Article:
Disability 101: The prison of ‘special’ | SummitDaily.com

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Disability 101: The prison of ‘special’

People with disabilities are sometimes referred to as having “special needs.” It’s a term I despise. Being referred to as “special” has created a prison for those of us with disabilities.

The term was first used by parents of young children with disabilities. These parents wanted the world to see that their children, despite their disabilities, were special as well, just like every other child.

These parents wanted the world to know that children with disabilities (intellectual, physical, blindness or deafness) brought love and joy into the world, just like every other child.

Finally the world saw the gifts of love and joy the child with Down Syndrome, cerebral palsy or muscular dystrophy brings to the world.

The only problem is that those children grow up. Society still has the expectation that adults with disabilities will have the same loving and joyful spirits they had as young children.

Society expects that all people with disabilities will be loving and joyful and cooperative and that our very presence will bring inspiration and hope. That is our role. Everyone around us can feel good because of our loving presence.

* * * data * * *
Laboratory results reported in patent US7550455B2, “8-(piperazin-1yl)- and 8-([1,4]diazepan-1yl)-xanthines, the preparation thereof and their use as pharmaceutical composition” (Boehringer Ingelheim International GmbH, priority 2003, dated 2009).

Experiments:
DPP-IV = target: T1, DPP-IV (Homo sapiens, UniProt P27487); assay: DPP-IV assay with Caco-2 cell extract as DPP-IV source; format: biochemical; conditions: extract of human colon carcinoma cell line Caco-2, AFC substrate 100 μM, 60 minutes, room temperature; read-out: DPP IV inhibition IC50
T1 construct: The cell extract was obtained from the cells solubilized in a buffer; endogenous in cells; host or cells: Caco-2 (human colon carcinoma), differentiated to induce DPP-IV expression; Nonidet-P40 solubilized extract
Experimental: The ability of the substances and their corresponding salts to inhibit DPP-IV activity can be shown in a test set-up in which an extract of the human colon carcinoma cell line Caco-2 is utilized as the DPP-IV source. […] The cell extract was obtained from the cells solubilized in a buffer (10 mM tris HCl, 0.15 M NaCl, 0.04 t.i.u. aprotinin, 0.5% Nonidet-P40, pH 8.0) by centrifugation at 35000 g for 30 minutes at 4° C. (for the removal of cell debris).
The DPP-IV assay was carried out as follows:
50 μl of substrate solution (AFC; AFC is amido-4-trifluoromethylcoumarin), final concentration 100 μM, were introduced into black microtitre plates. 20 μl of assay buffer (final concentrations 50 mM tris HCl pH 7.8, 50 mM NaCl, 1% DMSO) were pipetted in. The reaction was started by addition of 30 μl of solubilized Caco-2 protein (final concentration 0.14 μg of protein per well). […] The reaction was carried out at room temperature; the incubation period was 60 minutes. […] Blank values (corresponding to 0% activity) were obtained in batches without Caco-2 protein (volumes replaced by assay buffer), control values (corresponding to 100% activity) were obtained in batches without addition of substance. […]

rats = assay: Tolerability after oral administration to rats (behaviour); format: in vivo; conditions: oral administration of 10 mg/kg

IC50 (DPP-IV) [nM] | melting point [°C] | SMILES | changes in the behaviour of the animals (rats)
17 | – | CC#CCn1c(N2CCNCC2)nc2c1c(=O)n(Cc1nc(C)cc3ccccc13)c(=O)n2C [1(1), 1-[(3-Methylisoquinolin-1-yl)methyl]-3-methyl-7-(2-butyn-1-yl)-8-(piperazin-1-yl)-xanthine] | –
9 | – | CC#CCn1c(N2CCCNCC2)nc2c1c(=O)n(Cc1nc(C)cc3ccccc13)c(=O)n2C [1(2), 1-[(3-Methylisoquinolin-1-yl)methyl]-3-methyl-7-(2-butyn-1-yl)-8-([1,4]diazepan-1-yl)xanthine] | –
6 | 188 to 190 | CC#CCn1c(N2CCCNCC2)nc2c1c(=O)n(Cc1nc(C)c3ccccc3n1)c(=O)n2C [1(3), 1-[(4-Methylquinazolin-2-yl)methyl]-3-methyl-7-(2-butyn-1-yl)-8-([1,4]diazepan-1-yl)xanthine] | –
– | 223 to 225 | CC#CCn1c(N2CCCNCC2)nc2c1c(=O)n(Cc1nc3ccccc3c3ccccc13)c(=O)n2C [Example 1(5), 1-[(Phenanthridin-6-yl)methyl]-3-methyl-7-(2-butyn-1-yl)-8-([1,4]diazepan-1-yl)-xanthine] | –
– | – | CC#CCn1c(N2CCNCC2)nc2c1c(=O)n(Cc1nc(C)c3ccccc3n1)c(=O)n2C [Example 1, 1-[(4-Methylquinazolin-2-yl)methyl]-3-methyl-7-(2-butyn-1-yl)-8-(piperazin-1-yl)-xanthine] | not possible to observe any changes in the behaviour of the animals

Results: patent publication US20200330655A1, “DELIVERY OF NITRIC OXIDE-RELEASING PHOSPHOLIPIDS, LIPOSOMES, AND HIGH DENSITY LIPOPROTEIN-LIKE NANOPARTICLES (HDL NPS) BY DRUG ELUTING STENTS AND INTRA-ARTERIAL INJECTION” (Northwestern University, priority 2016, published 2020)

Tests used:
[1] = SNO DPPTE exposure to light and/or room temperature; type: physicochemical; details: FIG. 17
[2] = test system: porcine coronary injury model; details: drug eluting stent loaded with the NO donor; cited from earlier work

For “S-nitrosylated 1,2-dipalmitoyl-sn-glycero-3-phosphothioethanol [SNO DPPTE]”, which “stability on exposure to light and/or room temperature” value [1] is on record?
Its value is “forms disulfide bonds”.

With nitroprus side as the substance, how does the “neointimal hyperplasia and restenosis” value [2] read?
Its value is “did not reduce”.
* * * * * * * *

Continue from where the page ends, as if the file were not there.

Bull hockey. It is our prison.

We are not allowed to be contrary. We are not allowed to formulate an opinion that might be controversial. We are not allowed to protest. We are not allowed to complain.

In fact, we are not allowed to have an opinion at all. We are simply supposed to fulfill our role of providing inspiration, hope, love and joy. If we do not properly fulfill that role, one of three things can happen.

Some able-bodied people will simply hope we go away. Perhaps if they ignore us, we will go away. Those of us with disabilities will ask the able-bodied person if there is a problem, if there is a concern.

But instead of being truthful, the able-bodied person will smile a smile, and say “oh no, everything’s fine” and they will make up an excuse to get rid of us.

They haven’t the guts to come after us because we are “special” and a good person certainly can’t come after someone who is “special.”

Another possibility is that the able-bodied person will determine that because we are “special” we need guidance and they will proceed to instruct us on how we really should feel and what we really should be thinking. Here comes the long explanation.

They spend a huge amount of time trying to get us to bring our thinking and feelings around so we can properly fulfill our role of bringing inspiration and hope.

A third possibility is that the able-bodied person will get angry with us. They will write us off as being “bitter” and because we aren’t fulfilling our role properly, we will be discarded. We’re not the proper type of a person with a disability.

Often this able-bodied person will make some kind of comment like “my mother raised me to be kind to ‘handicapped’ people” and since we are not allowing the able-bodied person to be kind to us, we are defective.

Let’s cut out this “special” garbage once and for all. I am not “special.” I am human. Sometimes I get angry. I’m angry today. Can you tell? And that’s okay. Every human being gets angry sometimes. Every human being has a different opinion at times. Every human being is controversial at times.

I am not special. I am human.

I challenge you, able-bodied reader, to allow me to be human, with all the infinite variety of emotions and opinions that every human enjoys.